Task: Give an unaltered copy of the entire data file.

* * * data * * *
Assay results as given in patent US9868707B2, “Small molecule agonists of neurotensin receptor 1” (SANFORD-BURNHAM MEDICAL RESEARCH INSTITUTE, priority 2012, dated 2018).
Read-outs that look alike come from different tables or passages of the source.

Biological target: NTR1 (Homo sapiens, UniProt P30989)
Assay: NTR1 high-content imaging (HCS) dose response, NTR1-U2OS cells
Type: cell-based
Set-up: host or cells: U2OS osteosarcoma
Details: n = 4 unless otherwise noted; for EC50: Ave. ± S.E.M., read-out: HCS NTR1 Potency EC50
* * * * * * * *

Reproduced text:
Assay results as given in patent US9868707B2, “Small molecule agonists of neurotensin receptor 1” (SANFORD-BURNHAM MEDICAL RESEARCH INSTITUTE, priority 2012, dated 2018).
Read-outs that look alike come from different tables or passages of the source.

Biological target: NTR1 (Homo sapiens, UniProt P30989)
Assay: NTR1 high-content imaging (HCS) dose response, NTR1-U2OS cells
Type: cell-based
Set-up: host or cells: U2OS osteosarcoma
Details: n = 4 unless otherwise noted; for EC50: Ave. ± S.E.M., read-out: HCS NTR1 Potency EC50